Good nutrition is important throughout a person’s entire life span, with nutrients needed in varying amounts at different stages of life. It is difficult to establish senior nutrition needs, as seniors are such a diverse group. For example, the needs of a wheelchair-bound 80-year-old will differ from an 85-year-old who plays tennis and swims every day. However, there are general rules that apply to people over 65—and it’s the foodservice operator’s job to customize the menu to the needs and preferences of his or her customers.
Energy, or calorie, needs decline in the elderly, as lean body mass, or muscle, decreases with age. So, seniors need to select foods that are concentrated in nutrients but low in calories. It is estimated that after the age of 51, men should reduce their intake by 600 calories a day and women 300 calories a day.
Of course, calorie needs vary depending on the level of exercise a person gets, as well as other health-related factors. Many operators in the long-term care arena are faced with the challenge of preventing further weight loss in their customers who, for myriad reasons, struggle to maintain a healthy weight.
The power of protein: The need for protein does not decrease with age for anyone, however. Adequate protein is important for a healthy immune system, for repair and maintenance of skin, muscle and blood, and for synthesizing nutrients. Soups or casseroles made with beans, lean meats, poultry and seafood can be great sources of protein. Or, consider serving whole wheat breads with bean salads; grilled, thinly sliced meats; or egg white combinations, such as egg whites scrambled with minced vegetables, served with potatoes or rice. Bean burritos or falafel on pita bread are healthful protein sources for those who appreciate ethnic dishes.
Vitamin D and calcium are both important to the health of seniors. The need for these nutrients is high (think osteoporosis) and intake can be low. Good calcium sources are low- and non-fat yogurt, cottage cheese, ricotta cheese and milk; tofu processed with calcium; broccoli; kale; Asian greens, such as bok choy; orange juice fortified with calcium; soy milk fortified with calcium and Vitamin D; legumes and fortified bread and cereal products. Soy or rice milk are also particularly good for lactose-intolerant seniors.
Iron and zinc play a significant role in, among other things, the maintenance of eyesight and a healthy blood supply. Iron- and zinc-rich foods include legumes, tofu, whole grains, lean red meats and fortified cereals.
Additional sources of iron are dried fruit and green leafy veggies.
Seniors are at a particularly high risk of becoming dehydrated, a condition that can result in disorientation, confusion and changes in blood pressure. It can even lead to renal and cardiac abnormalities. Offer fruit and vegetable juice “cocktails,” sparkling waters, chilled and flavored soy and rice milk, and hot or cold herbal teas. Remember that caffeine- and alcohol-containing beverages do not replenish, but deplete, the body of their fluid.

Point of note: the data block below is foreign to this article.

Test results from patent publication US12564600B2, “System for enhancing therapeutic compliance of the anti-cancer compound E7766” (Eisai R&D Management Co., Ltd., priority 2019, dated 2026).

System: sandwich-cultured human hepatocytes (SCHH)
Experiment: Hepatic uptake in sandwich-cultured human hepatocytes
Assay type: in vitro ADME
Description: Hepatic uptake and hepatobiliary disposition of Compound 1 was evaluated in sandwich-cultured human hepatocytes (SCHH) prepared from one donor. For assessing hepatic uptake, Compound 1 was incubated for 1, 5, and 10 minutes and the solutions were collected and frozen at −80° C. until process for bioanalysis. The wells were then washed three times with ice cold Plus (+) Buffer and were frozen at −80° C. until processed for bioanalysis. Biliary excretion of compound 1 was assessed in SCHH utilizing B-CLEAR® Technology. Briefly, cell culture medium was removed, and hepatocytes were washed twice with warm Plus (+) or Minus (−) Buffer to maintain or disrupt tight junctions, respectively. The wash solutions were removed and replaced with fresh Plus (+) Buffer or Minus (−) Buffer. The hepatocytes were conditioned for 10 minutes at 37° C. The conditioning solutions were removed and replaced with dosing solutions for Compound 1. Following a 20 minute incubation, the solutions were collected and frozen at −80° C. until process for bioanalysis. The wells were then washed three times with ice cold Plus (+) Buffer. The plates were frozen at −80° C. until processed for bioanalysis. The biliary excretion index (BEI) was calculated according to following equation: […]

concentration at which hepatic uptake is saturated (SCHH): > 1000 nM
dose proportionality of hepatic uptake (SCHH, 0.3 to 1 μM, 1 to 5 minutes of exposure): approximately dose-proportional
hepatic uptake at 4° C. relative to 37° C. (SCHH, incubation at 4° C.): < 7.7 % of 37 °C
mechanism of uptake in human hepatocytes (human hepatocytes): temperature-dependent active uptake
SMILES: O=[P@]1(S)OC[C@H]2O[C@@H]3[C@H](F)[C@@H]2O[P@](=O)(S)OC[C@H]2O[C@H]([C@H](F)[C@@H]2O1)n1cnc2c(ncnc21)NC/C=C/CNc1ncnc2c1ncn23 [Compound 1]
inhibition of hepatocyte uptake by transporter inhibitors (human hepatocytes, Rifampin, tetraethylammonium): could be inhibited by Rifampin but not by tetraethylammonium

Whetting appetites: Beyond the need to serve nutritionally balanced meals, there are other factors to consider. When it comes to serving healthful meals for seniors, as with every age group, you need to know your audience. Foodservice providers have to consider factors such as dexterity (can customers use a knife with ease?); flavor preferences and personal tastes (do they like spicy foods or blander flavors?), and the ability of senior customers to chew and swallow.
When offering meals for a wide spectrum of senior needs, try to design an efficient menu. Some menu items may be suitable for various dietary needs. For example, a hearty split pea soup made with unsalted vegetable stock can be enjoyed by seniors watching their fat or salt intake, as well as by those with chewing difficulties or vegetarians.
If you are offering home delivered meals, be sure that your participants are familiar with the foods you are sending. You will want to train your drivers or volunteers about the menu and develop informational flyers or pamphlets. One senior meal delivery program had a whole day’s worth of black beans and rice returned because their participants, who had requested more bean dishes, had never seen black beans. After some educating and counseling, black beans became one of the more popular items.
Even menu wording can make or break the success of meals offered. For example, a senior-site cook, fulfilling a request for more “noodle dishes,” offered tortellini and gnocchi, stuffed with veggies and potatoes, in an area where seniors were unfamiliar with those dishes. When billed by their Italian—and correct names—the dishes were a flop; yet, when renamed “home-style, home-made stuffed noodles,” they were a hit. Foodservice operations, with some careful planning, can certainly achieve a balance between offering highly nutritious and appealing foods that whet appetites and get seniors to the table.